World War II
The Prince Edward Island Department of Education released this book to its schools to describe Canadian democracy and the operation of the government of Canada.
Though not directly related to the Second World War, this official souvenir programme for the coronation of George VI is a fascinating and detailed examination of this event, celebrated throughout the British Commonwealth. George VI would reign as sovereign of the United Kingdom, and also as King of Canada, throughout the Second World War. He died in 1952. (Note: this is a large file and may take a moment to download.)
This pamphlet describes the qualifications for holding officer ranks up to Lt. Col. in the Canadian Army.
This booklet describes the contributions of Canada's Merchant Seamen to Canada's war effort, and describes the compensation they received from the government for their service.
This pamphlet instructs soldiers on the various war gases they may encounter, how to recognize them, and how to protect yourself against them.
This book, part of a series of training pamphlets that replaced the 1942 Physical Training series, describes the basics of boxing and wrestling and their military uses.
This booklet has instructions for speakers from the Canadian Red Cross Society, to help them meet their $5,000,000 goal in the 1940 national campaign. It includes information about how the Red Cross will use your donations, and sample speeches used encourage people to donate.
This collection of drawings by Robert W. Chambers was published by The Halifax Mail to permanently show life in Halifax during wartime.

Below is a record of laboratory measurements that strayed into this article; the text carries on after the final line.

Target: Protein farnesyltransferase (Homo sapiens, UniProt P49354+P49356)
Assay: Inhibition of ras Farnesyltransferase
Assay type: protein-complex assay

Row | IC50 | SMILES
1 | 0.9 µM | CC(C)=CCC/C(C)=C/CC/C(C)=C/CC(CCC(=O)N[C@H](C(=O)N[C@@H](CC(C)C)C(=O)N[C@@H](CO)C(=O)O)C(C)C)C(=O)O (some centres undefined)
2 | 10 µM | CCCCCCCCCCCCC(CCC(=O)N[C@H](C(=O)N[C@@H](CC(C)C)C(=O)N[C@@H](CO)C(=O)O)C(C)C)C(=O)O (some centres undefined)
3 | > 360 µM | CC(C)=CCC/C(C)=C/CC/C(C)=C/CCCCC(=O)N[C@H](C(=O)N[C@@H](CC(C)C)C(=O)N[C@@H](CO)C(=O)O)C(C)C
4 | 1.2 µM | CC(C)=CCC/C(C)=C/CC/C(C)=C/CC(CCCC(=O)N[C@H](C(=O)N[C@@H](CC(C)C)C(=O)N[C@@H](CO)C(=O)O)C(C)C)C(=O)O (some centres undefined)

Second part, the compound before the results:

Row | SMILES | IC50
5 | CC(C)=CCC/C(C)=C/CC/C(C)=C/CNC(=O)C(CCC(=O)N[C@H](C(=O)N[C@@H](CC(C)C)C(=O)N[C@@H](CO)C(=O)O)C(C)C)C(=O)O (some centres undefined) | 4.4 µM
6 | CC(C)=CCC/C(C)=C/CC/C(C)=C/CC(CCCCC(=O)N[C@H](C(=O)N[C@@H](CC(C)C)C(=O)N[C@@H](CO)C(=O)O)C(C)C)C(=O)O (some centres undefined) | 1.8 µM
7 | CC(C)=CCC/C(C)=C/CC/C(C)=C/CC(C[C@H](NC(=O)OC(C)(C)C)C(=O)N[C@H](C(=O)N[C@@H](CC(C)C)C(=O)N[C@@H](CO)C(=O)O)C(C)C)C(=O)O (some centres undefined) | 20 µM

The UK War Office produced and issued a series of short training manuals used by both the British and Canadian armies. Collectively, these manuals established the doctrine, or tactical procedures, for both armies throughout the war. This 1943 manual concerns the operation of the anti-tank platoon.
Ever wonder how to fight an armed Nazi with your bare hands? Look no further. Mixed Martial Arts, 1940s style!
A 1945 guide to postwar employment, buying a home, and other aspects of reintegration into civilian society for returned servicemen.
An idyllic image of home, the kind that sustained Canadians in uniform through the long years of war.
Because so much of the fighting took place in regions that were unfamiliar to Canadians, war maps were enormously popular, for they simplified complicated events and allowed civilians to make sense of news coming from the war fronts.
The war gratuity, paid to servicemen and women upon discharge, was based on length of service at home and overseas. On this worksheet, a Prince Edward Island soldier calculated his gratuity as $668.30, just over $9100 in current values.
With the Second World War creating hundreds of thousands of potential members, the Canadian Legion took every opportunity to inform men and women in uniform of its goals and projects.
With the realization that Canada would face unprecedented spending demands, greater even than those faced in the First World War, one bank provided a sober analysis of the problem of growing war debt as it looked early in the Second World War.
A Prince Edward Island schoolboy used these exercise books during the Second World War for mathematics and writing; there were six different books in the "Branches of the Service" series.
The National Resources Mobilization Act of 1940 called up men for examination for possible military service; this New Brunswicker was found medically unfit.
This Second World War advertising premium invoked British cabinet minister Herbert Morrison in urging Canadians to buy War Savings Certificates.
This address by G.S. Thorvaldson contrasted wartime, when taxation was a "patriotic duty," and peacetime, when it became "an economic and social problem." He made the case that big corporations stood to gain the most in both contexts.